A study of 180 sequenced Brazilian samples collected in the state of Rio de Janeiro during 2020, identified emergence of the novel lineage P.2 of SARS-CoV-2 (originating from B.1.1.28). P.2 was first detected by genome sequencing in October 2020, but it was estimated to have emerged in early July 2020.[25] As of December 2020, although having significantly increased in frequency throughout the state, it was still largely confined to the state capital Rio de Janeiro. In May 2020 the main lineages behind the COVID-19 positives were B.1.1.33 (70%) and B.1.1.28 (20%), whereas by September the main lineages were B.1.1.33 (50%) and B.1.1.28 (40%), with no detected presence of P.2, while during October and November P.2 was the most common lineage with a share close to 50% (according to the Pangolin tool).[91] The study also found the E484K mutation as "widely spread" across all analysed P.2 samples (36 out of 38).[91]

Researchers at the Oswaldo Cruz Foundation published a preprint genomic epidemiology study of 250 collected genomes from different places in Amazonas and found that P.1 infections can produce nearly 10 times more viral load than in other COVID-19-infected persons involving lineages B.1.1.28 and B.1.195. The lineage also showed 2.2 times higher transmissibility with the same ability to infect both adults (18–59 years old) and older persons (60 years old and higher), suggesting P.1 and its sublineages are more successful at infecting younger humans with no gender differential.[92]

The Centre for Arbovirus Discovery, Diagnosis, Genomics and Epidemiology (CADDE) produced another journal article of samples collected in Manaus between November 2020 and January 2021. The study indicated lineage P.1 to be ≈2.0 times (50% CrI, 1.72.4 times) more transmissible and was shown to be capable of evading ≈32% (50% CrI, 2146%) of inherited immunity from previous coronavirus diseases, leading to the possibility of reinfection. These increased statistics also had the same reflection in fatality, in that P.1 infections can be ≈50% (50% CrI, 2090%) more lethal.[93][94][95] As part of ongoing research, the variant's capacity to neutralise antibodies has been evaluated by scientists in a published preprint work demonstrating that 8 CoronaVac-immunised persons had a poor blood plasma response against lineage P.1. Since the study only had a small number of participants, it was not possible to establish any statistical conclusion as a larger number of vaccinated people would need to be studied.[96] Scientists at MIT, Harvard and Cambridge, and hospitals physicians in Boston, corroborated that people fully vaccinated with Pfizer and Moderna vaccines have significantly decreased neutralisation with P.1—in a preprint work.[97]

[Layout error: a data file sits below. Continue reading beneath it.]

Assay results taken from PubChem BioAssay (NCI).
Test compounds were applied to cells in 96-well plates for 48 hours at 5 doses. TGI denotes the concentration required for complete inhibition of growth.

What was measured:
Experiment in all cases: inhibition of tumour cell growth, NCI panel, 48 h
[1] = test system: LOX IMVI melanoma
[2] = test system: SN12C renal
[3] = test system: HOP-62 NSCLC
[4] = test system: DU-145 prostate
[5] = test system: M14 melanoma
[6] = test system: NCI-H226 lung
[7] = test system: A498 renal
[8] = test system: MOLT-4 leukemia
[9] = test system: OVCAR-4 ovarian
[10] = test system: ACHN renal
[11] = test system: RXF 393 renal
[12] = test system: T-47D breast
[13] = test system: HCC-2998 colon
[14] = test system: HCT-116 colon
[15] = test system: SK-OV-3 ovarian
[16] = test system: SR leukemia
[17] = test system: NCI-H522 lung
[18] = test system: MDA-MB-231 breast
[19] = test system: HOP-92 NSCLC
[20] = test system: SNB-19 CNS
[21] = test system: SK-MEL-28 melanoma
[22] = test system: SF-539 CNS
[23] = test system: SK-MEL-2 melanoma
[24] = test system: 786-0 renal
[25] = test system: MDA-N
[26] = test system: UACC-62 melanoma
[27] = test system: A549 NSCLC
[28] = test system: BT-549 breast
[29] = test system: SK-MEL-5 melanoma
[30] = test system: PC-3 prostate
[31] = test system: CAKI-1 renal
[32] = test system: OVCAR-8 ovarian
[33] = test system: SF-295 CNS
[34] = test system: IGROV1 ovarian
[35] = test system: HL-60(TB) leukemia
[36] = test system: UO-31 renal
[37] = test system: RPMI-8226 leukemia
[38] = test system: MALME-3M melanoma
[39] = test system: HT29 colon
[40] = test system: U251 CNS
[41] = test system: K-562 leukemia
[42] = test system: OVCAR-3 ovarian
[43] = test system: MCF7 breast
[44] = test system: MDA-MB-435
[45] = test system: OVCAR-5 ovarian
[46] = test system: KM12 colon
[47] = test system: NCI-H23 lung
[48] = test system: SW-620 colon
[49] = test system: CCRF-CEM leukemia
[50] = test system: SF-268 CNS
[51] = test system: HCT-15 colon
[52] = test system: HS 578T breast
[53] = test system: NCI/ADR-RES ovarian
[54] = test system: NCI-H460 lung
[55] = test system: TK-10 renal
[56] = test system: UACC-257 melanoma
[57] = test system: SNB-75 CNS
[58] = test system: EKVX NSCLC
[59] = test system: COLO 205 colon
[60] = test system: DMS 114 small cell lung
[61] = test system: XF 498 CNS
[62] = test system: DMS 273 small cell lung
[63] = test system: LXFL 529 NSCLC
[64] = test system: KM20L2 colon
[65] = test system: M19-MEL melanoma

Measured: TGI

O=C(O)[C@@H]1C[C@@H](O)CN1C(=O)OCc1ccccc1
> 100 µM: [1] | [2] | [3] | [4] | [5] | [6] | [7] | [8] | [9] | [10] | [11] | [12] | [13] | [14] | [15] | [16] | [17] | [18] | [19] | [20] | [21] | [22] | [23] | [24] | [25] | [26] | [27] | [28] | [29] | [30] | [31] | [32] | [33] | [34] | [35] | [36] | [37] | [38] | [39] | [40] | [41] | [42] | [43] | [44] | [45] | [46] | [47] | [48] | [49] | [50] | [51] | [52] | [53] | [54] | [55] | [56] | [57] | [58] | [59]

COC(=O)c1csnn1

See also

Notes

  1. ^ Other names include:
    20J/501Y.V3
    Variant of Concern 202101/02 (VOC-202101/02)[2]
    Brazilian variant or Brazil variant[3][4][5]

References